The oligomerization that we observed for the bacterially expressed GB1-DAPk-DD proteins is reminiscent of the reported behavior of a 3*FLAG/myc-tagged DAPk-DD construct expressed in HCT116wt cells, or expressed as a His-tagged miniprotein, described by Stevens et al. [47]. These authors demonstrated that in the former case the wild-type death domain protein could be chemically cross-linked using ethylene glycol bis(succinimidylsuccinate) (EGS). In the latter case the purified protein eluted by gel filtration in a concentration-dependent manner mostly at ∼600 kDa (assessed by the Bradford assay). A variant form of the DAPk-DD that includes the substitution Asn1347Ser and corresponds to a form of DAPk that lacks the ability to bind ERK2, failed to demonstrate EGS-dependent cross-linking in cells, and as a bacterially expressed protein elutes mostly as a ∼150 kDa species. That the His-tagged protein appears to be tractable as a soluble protein, whereas we found that solubility required the attachment of the GB1 domain, must be attributable to the characteristics of the additional native and non-native vector (pDEST17)-derived N- and C-terminal appendage(s). Unfortunately, from the perspective of this work these authors did not provide any further spectroscopic or structural data for the expressed proteins.

Despite the apparent lack of stable folding, we could demonstrate that the GB1-DAPk-DD(S) and (L) constructs are able to bind ERK2, consistent with reports that have also shown evidence for ERK2/DAPk-DD interactions both in vivo and in vitro [19],[47]. Our results suggest that additional parts of the DAPk-DD sequence, outside of the DEJL motif, are required for productive interaction. This observation is consistent with the report by Stevens et al. that the Asn1347Ser mutation, corresponding to a site at the C-terminal end of the consensus death domain helix-3, ablates ERK2 binding [47]. We characterized the equilibrium dissociation constants for the complex formed between GST-ERK2 and GB1-DAPk-DD(S) and (L) using microcalorimetry. The low single-digit micromolar Kd values fall within the range of previously reported protein-ERK interactions. For example the Kd between PEA-15 and ERK1/2 was found to be 0.2–0.4 µM as assessed by fluorescence anisotropy measurements [48]. For both the GB1-DAPk-DD(S) and (L) constructs, the ITC results indicate a considerable favorable enthalpic contribution (ΔH) towards ERK2-binding, suggesting an energy gain from the formation of intra- and/or intermolecular van der Waals contacts. This is accompanied by a significantly unfavorable entropic contribution (TΔS is negative) that, in combination with the relatively high exothermic ΔH values, is consistent with either the loss of a degree of flexibility or, more generally, a change in the conformation of one or both of the components in the DAPk-DD/ERK2 interaction.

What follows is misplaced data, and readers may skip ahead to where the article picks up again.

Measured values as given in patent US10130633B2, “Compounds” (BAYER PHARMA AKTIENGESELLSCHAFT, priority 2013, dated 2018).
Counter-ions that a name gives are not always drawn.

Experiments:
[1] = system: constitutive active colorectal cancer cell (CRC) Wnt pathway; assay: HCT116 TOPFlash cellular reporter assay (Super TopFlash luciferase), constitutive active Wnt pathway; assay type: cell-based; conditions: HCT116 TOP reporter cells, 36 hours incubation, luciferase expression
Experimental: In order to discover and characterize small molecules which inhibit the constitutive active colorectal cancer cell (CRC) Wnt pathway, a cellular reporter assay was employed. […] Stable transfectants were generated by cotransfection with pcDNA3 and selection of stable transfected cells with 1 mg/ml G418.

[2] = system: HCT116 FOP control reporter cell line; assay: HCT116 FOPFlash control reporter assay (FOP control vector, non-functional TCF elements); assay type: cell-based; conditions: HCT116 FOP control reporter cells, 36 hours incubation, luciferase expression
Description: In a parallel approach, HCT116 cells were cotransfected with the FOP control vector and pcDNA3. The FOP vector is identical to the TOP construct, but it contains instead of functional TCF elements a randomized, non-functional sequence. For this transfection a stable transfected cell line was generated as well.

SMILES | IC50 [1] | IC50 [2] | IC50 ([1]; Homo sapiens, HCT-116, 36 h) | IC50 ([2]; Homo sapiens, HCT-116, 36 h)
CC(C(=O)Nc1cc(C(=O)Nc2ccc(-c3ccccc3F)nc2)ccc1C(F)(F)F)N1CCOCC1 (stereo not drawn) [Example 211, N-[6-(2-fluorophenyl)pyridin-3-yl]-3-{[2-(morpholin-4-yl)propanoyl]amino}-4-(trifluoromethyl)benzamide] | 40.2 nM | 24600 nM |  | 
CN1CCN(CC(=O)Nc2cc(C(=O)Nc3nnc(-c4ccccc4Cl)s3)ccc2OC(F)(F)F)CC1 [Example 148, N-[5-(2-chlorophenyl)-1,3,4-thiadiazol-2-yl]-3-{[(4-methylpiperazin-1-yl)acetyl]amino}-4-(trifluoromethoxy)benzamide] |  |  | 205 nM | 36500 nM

It is tempting to imagine that ERK2-binding might induce ordering of the DAPk-DD polypeptide, perhaps so far as to induce the formation of a canonical six-helix DD fold. We sought evidence for such an induced folding transition by recording CD spectra of the GST-ERK2/GB1-DAPk-DD(L) complex. However, to a good approximation the spectrum of the complex is essentially identical to the sum of the CD spectra of the individual components (Figure 5D), suggesting at most a rather minor conformational change accompanies binding and that the DAPk-DD can bind ERK2 in its apparently non-globular state.

The interaction of ERK1/2 with peptide ligands has been investigated in some detail [49], [50], [51], [52]. ERK1/2 share with other MAP kinases a region referred to as the D-recruitment site (DRS) that interacts with peptide epitopes that contain the canonical sequence (R/K)2-3-X2-6A-X-ΦB, where ΦA and ΦB are hydrophobic residues (typically Leu) [49], [50], [51], [52]. Peptides exhibiting these properties are denoted as ‘D-sites’ or ‘D-motifs’; the ‘D’ refers to an earlier description of the motif as ‘DEJL’ or docking site for ERK, JNK and LXL. Crystal structures of MAP kinases bound to D-motif peptides show that the ΦA-X-ΦB portion of the ligand occupies a hydrophobic groove and the positively charged Arg/Lys residues interact with a negatively charged patch called the CD site [53], [54], [55], [56]. However ERK2-directed NMR studies have suggested that ‘non-canonical’ ΦA-X-ΦB ligands can bind without engagement of these charged residues [57]. Recently, a structural study has suggested that while these docking nodules of the D-motifs serve to anchor the peptide to MAP kinases, it is the length and amino acid composition of the intervening region between anchor points that are primarily responsible for specificity [54]. ERK1/2 are also reported to possess a second peptide binding site denoted the F-recruitment site (FRS), that is occupied by ‘F-site’ or ‘F-motif’ peptides, first identified as containing the sequence Phe-X-Phe-Pro (FXFP) [58], but now accepted as any similar sequence where the Phe residues are substituted by Tyr or Trp [59]. To date there is no 3D structural data for this latter type of interaction, though the FRS has been mapped to a site distinct from the DRS on the C-terminal lobe of the kinase domain [58].